The capital structure of the firm is made of two things, one is the level of debt and the other is the proportion of equity. The management of the firm has to decide an appropriate mix of both the funding sources for the smooth running of the firm and the maximization of the shareholders wealth. Traditional view was that to increase gearing level to get weighted average cost of capital (WACC) low which will consequently give a higher present value of future cash flows and enhance shareholders wealth. However the higher level of debt will require a higher payment of interests before dividends which in turn leads the firm to become financially distressed and in extreme circumstances to be liquidised. Therefore, getting an optimal capital structure is essential. In this study I will discuss the two theories, ‘optimal capital structure theory’ and the ‘pecking order theory’ with the help of literature.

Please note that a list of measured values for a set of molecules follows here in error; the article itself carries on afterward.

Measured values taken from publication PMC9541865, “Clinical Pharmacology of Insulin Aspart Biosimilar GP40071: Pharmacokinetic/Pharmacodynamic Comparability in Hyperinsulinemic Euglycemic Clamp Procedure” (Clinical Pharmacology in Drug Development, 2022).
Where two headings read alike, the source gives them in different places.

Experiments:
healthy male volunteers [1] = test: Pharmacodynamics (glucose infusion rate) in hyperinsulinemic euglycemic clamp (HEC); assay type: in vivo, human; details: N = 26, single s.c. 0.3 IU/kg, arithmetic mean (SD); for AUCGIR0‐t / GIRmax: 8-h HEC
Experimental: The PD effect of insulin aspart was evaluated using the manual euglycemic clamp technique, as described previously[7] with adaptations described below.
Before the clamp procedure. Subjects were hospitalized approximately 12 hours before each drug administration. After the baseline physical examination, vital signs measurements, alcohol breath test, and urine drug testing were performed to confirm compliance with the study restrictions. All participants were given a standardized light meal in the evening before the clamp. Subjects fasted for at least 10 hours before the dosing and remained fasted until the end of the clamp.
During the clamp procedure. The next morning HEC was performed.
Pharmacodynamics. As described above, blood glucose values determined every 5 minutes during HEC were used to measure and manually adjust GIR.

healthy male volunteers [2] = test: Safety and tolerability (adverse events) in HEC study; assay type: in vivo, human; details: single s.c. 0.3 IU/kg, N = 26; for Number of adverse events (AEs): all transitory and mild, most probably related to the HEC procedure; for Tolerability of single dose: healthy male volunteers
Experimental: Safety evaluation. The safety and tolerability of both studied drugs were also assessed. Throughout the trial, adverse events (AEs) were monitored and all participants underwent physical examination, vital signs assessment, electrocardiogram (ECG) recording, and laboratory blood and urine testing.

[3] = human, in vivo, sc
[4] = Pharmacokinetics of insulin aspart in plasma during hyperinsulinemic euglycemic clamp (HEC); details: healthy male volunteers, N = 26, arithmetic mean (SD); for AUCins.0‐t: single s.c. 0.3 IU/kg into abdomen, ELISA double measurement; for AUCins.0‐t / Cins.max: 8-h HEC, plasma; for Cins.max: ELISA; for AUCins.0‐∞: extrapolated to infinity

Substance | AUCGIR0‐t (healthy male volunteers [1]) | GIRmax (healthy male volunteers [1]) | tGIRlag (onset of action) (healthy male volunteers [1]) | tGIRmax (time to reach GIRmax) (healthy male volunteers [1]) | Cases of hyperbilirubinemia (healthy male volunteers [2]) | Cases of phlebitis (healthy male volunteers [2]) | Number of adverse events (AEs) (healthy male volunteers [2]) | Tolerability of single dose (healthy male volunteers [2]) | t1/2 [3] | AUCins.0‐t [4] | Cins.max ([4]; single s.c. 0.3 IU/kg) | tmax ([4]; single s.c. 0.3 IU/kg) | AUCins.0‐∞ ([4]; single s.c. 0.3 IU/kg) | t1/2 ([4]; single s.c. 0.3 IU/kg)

Franco Modigliani and Merton Miller (1958) developed a theory for optimal capital structure. At first they assumed that there is a perfect capital market which means that there are no income taxes and transaction costs. If the market is ideal then the firm’s capital structure is inappropriate to its value as the investors are prudent, the required return of equity is directly proportional to increase in gearing. There is thus a linear association between cost of equity and gearing. The boost in cost of equity precisely offsets the benefits of the cheaper debt finance and therefore the WAAC remains unaffected. A number of practical criticisms were made at the assumptions of perfect market specifically at the supposition of no taxes which seemed unrealistic because the debt interest is tax deductible the effect of tax could not be neglected. However when corporation income taxes and transaction costs came into play Miller and Modigliani(1963) changed their view of having a perfect market and rephrased their theory saying that because debt interest is tax deductible the optimal capital structure can be complete debt finance as substituting debt instead of equity generates extra tax savings which can not be achieved otherwise. Firms can then pass on this extra saving to share holders and other investors in the form of higher returns. Arnold. G (2004) further explains this modified view as a firm financed with 99% of debt and 1% of equity serves its shareholders better then one funded by 50% debt and 50% equity. This in turn means that debt finance is cheaper then equity and using as much debt as possible in a firm’s capital structure will make the performance and outcome outstanding in terms of returns to its investors. This raised a further question that if the debt reduces the tax payments and results in the higher dividends to share holders then does this mean that the firms financed largely by equity are paying unnecessary corporation tax on the share holders funds? Miller (1977) discussed this problem as by increasing the debt finance in capital structure of the company we can save money on tax payouts but this will not change the value of the entity because the money saved by increasing the debt finance is paid back to the share holders in the form of dividends. In other words if the interest payments of debt is greater than the equity returns then it removes the advantage of debt finance. (Anne P. Villamil) The problem with Miller and Modigliani’s theories is that if the company is financed by 99% debt it will put the company in the utter most degree of risk because debt is riskier than equity as well as cheaper. What is meant by risk here is that lenders will want their return before company can do anything else with its earnings and if company have to pay large amounts of its revenue towards the lenders then other obligations such as payments to suppliers, dividends, wages and salaries and other business expenses will not be met by the company. This can also result in poor rating by agencies and will stop investors to invest in the company in future and there will be no other way then to liquidise the company.